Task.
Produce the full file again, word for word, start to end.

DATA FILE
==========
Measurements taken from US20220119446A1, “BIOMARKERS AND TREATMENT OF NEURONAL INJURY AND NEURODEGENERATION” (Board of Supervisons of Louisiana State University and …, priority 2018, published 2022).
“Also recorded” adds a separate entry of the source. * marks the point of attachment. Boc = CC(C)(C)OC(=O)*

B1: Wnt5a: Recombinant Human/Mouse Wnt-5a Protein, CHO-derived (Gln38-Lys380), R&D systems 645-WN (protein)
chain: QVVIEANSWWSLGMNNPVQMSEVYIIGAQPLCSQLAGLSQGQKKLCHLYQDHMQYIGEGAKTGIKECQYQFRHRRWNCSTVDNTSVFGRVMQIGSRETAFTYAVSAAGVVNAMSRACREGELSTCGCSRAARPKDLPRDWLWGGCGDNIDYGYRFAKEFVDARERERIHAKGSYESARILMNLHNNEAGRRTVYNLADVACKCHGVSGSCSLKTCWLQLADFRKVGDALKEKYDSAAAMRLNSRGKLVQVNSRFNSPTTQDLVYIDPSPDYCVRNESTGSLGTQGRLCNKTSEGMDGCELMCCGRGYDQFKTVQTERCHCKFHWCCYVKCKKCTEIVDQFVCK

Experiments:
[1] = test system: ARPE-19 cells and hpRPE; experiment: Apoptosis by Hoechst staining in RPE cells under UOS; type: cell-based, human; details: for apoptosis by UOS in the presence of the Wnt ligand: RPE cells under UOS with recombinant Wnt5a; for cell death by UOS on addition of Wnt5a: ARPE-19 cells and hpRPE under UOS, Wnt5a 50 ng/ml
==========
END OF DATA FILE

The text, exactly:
Measurements taken from US20220119446A1, “BIOMARKERS AND TREATMENT OF NEURONAL INJURY AND NEURODEGENERATION” (Board of Supervisons of Louisiana State University and …, priority 2018, published 2022).
“Also recorded” adds a separate entry of the source. * marks the point of attachment. Boc = CC(C)(C)OC(=O)*

B1: Wnt5a: Recombinant Human/Mouse Wnt-5a Protein, CHO-derived (Gln38-Lys380), R&D systems 645-WN (protein)
chain: QVVIEANSWWSLGMNNPVQMSEVYIIGAQPLCSQLAGLSQGQKKLCHLYQDHMQYIGEGAKTGIKECQYQFRHRRWNCSTVDNTSVFGRVMQIGSRETAFTYAVSAAGVVNAMSRACREGELSTCGCSRAARPKDLPRDWLWGGCGDNIDYGYRFAKEFVDARERERIHAKGSYESARILMNLHNNEAGRRTVYNLADVACKCHGVSGSCSLKTCWLQLADFRKVGDALKEKYDSAAAMRLNSRGKLVQVNSRFNSPTTQDLVYIDPSPDYCVRNESTGSLGTQGRLCNKTSEGMDGCELMCCGRGYDQFKTVQTERCHCKFHWCCYVKCKKCTEIVDQFVCK

Experiments:
[1] = test system: ARPE-19 cells and hpRPE; experiment: Apoptosis by Hoechst staining in RPE cells under UOS; type: cell-based, human; details: for apoptosis by UOS in the presence of the Wnt ligand: RPE cells under UOS with recombinant Wnt5a; for cell death by UOS on addition of Wnt5a: ARPE-19 cells and hpRPE under UOS, Wnt5a 50 ng/ml